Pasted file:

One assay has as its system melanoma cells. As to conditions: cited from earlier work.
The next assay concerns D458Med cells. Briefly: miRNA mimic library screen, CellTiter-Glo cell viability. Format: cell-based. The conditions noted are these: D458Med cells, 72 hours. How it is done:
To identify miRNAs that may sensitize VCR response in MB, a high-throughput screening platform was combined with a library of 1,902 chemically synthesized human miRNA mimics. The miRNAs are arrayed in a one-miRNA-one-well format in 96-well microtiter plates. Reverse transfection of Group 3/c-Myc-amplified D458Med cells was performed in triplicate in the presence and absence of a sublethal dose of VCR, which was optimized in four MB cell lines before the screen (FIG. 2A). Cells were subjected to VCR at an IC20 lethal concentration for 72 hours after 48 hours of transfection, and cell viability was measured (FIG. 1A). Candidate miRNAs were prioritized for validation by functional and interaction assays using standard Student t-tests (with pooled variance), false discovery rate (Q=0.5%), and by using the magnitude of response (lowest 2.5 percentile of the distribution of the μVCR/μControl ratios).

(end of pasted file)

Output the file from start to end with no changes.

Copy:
One assay has as its system melanoma cells. As to conditions: cited from earlier work.
The next assay concerns D458Med cells. Briefly: miRNA mimic library screen, CellTiter-Glo cell viability. Format: cell-based. The conditions noted are these: D458Med cells, 72 hours. How it is done:
To identify miRNAs that may sensitize VCR response in MB, a high-throughput screening platform was combined with a library of 1,902 chemically synthesized human miRNA mimics. The miRNAs are arrayed in a one-miRNA-one-well format in 96-well microtiter plates. Reverse transfection of Group 3/c-Myc-amplified D458Med cells was performed in triplicate in the presence and absence of a sublethal dose of VCR, which was optimized in four MB cell lines before the screen (FIG. 2A). Cells were subjected to VCR at an IC20 lethal concentration for 72 hours after 48 hours of transfection, and cell viability was measured (FIG. 1A). Candidate miRNAs were prioritized for validation by functional and interaction assays using standard Student t-tests (with pooled variance), false discovery rate (Q=0.5%), and by using the magnitude of response (lowest 2.5 percentile of the distribution of the μVCR/μControl ratios).